Friday, April 12, 2013

Which Came First...The Chicken or the Coop?

I have read a lot of blogs and heard a lot of stories of people getting chicks in early spring believing that there is plenty of time to build a coop before they are feathered out and ready to be housed outside. Although 6-8 weeks seems like plenty of time to build a coop, I don't want the extra pressure of a deadline. So the current plan is to begin building the coop first then acquire chicks.

By far, the coop is the most costly investment to adding backyard chickens to our homestead. I scoured the internet for pre-built, pre-fab, and craigslist coops. I also searched for craigslist sheds, ice shacks, and other out buildings that could be converted. I didn't find anything that was affordable or of the quality necessary to withstand our harsh winters. The only other option was building the coop. It will be a huge challenge because we have very little building tools or skills between us.

I searched the internet again for coop plans and ideas. I tried to plan sensibly and thought a shed type coop that used standard wood and plywood sizes to make things easier. Inspiration and ideas from various sources are "pinned" to my Pinterest page.

The First Coop Idea
With a 4 x 8 foot walk in shed type coop in mind, K and I ventured to the nearest big box home store to price out lumber. I quickly became disheartened when I discovered that my plan was way, way out of budget. Just when did plywood get so expensive?!

I considered giving up on the whole idea thinking there was no way it was affordable. Just then, an employee at the store asked if we needed any help. K explained our goal. The employee brought us to the back of the lumber section and introduced us to the "scrap bin." The scrap bin had a bunch of 2x4s, 4x4 sheets of plywood, and other lumber at 4-foot lengths all for around 50¢ each and told us this was replenished all the time.

As we left the store, I was still uncertain about the whole coop building idea but my mind began assembling the coop with the scrap bin pieces. Not only is the price a bargain, but we will also be able to fit the smaller lumber in our SUV eliminating the need to rent or borrow a truck. I would be able to maneuver the smaller pieces much easier too and could even build the coop myself without K's help.

"But I'm the builder." K said as I explained my thoughts out loud. "Ah ha!" I thought as this proved to me that he was looking forward to the project. K was in the middle of a large editing project and didn't have the time to devote to planning and building a chicken coop. I tried to be patient and wait until he was finished so we can work on the project together. In the mean time, I continued my research by reading books, blogs, forums, and sketching up plans. I also watched a lot of videos on youtube on how to build walls, frame in windows and doors, and shingle a roof.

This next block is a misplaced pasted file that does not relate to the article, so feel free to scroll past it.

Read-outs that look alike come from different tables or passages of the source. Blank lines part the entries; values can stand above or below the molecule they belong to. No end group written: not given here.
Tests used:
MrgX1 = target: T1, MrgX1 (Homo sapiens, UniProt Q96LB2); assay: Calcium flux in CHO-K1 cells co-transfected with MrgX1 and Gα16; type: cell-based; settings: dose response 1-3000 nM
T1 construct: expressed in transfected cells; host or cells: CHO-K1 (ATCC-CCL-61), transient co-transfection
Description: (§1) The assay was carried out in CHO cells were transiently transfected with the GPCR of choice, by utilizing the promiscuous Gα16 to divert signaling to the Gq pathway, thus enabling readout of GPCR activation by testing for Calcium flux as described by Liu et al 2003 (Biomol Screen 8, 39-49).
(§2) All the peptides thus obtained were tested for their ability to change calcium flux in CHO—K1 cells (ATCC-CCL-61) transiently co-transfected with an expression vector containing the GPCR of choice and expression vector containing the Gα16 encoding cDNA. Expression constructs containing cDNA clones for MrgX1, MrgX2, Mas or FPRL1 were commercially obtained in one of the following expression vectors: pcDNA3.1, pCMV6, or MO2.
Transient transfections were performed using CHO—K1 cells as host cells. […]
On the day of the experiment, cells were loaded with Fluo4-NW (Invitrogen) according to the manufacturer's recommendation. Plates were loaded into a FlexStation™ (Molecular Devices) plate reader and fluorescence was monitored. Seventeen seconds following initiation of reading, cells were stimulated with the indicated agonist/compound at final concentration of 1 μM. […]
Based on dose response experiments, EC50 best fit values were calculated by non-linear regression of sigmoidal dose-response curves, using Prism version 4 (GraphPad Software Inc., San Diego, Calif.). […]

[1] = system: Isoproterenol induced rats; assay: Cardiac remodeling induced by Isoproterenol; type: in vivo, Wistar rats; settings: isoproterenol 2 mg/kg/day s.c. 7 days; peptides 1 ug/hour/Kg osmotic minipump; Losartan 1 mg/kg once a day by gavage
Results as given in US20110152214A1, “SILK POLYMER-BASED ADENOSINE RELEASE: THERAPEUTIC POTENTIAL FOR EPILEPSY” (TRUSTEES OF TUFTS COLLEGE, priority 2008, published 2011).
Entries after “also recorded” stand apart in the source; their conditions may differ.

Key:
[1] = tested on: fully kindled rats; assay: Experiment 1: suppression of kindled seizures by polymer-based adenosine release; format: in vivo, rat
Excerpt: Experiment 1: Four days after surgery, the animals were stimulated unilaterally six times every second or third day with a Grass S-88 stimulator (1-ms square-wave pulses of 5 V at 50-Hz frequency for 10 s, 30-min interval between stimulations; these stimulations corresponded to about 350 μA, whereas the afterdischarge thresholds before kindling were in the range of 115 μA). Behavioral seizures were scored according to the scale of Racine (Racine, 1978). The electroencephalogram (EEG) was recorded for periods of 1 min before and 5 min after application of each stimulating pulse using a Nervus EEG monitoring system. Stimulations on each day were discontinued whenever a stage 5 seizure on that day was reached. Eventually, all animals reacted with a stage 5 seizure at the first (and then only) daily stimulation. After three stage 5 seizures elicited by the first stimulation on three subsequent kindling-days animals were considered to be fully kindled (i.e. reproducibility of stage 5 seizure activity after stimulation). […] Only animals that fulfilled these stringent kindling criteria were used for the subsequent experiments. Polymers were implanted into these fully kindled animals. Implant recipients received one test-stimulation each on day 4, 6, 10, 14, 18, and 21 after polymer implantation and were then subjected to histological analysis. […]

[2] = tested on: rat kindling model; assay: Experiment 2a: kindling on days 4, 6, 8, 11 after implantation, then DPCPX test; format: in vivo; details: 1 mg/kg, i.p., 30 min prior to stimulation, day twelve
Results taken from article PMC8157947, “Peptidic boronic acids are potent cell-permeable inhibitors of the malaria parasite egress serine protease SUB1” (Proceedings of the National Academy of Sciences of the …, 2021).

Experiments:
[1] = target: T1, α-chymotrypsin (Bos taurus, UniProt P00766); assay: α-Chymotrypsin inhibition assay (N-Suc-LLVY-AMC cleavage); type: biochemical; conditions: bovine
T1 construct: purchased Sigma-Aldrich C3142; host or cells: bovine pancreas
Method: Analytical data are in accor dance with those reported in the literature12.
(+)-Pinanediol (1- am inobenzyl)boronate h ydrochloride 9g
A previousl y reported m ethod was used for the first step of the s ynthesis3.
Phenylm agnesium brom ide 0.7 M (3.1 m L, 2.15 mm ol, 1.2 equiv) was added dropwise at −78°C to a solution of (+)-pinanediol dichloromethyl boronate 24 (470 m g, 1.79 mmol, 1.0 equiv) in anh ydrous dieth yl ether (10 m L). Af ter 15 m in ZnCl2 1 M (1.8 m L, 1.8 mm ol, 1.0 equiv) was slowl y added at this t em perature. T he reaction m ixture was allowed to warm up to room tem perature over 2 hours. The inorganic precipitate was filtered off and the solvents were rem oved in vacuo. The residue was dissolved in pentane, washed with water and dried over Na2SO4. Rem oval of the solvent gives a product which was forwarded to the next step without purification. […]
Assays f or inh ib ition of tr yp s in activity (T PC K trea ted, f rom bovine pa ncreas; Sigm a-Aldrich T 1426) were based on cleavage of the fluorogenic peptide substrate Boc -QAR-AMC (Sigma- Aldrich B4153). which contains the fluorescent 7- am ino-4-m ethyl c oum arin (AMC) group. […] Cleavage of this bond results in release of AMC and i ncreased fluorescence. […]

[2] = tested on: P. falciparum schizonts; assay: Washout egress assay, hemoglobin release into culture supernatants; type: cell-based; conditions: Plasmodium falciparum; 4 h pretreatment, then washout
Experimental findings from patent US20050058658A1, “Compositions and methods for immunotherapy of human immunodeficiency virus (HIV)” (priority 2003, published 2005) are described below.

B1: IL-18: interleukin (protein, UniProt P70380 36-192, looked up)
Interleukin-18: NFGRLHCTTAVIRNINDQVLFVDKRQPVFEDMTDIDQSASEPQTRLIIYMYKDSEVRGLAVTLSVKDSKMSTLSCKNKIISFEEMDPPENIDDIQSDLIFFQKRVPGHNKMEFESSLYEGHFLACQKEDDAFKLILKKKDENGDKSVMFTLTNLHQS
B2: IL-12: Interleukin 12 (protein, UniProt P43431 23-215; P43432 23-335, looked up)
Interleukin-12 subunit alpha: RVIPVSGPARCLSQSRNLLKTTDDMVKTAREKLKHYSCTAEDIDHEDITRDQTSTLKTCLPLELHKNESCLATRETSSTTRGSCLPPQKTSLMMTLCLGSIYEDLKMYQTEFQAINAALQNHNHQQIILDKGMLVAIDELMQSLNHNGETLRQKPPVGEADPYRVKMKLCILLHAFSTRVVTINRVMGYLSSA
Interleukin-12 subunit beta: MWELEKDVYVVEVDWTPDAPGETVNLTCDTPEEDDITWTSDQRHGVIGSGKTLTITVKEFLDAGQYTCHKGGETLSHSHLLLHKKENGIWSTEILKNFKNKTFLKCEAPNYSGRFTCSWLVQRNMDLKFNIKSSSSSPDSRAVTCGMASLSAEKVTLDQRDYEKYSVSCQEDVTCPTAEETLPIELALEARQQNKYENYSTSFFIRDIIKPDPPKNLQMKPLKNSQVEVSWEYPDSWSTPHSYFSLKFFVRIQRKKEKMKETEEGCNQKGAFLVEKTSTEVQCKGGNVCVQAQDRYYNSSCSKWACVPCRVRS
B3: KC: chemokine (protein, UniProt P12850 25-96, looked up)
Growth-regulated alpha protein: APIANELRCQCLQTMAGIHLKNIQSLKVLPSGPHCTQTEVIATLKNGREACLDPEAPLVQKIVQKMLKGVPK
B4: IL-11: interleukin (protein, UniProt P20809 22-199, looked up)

8 comments:

  1. I found that I didn't like a walk-in coop. I want one I can rake out, but being in there is nasty. Plus, in our area, a raised coop doubles the space the birdies have. They enjoy hanging out under it. Can you visit some coops?

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    1. Thanks for the advice. This was the first concept. I have made changes since. It is no longer a walk in coop, but raised up with two clean out doors on each end. I changed it to save on lumber costs. I also liked the shaded and protected space under the coop. I didn't really think of the ick factor at the time. Glad to know that I made the right decision. Thanks again, I really appreciate your input.

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  2. Good luck with your project.

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    1. Thanks! It will be fun to build something.

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  3. Your local lumberyard may also have damaged pieces of metal roofing that they set to the side. If you don't mind mixed colors these will do nicely for a roof. This UK website has a lot of good ideas, very basic structures: http://www.henhouses.co.uk/

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    1. What a great idea! Luckily, my father has some asphalt shingles for the coop roof, but it would be nice to have some shelter for part of the run. We are going to purchase most of our lumber next week at a local mill yard just down the street. I'll be sure to ask about damaged metal roofing. Thanks!

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  4. Sounds like an exciting venture. I would love to have a few chicks but it is not possible where I live.

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  5. You are very wise to build the coop first. We had to do some chicken shuffling for a while when our flock was young, to get by until we finished our coop and covered yard. Thankfully we did not have to do that for too long.

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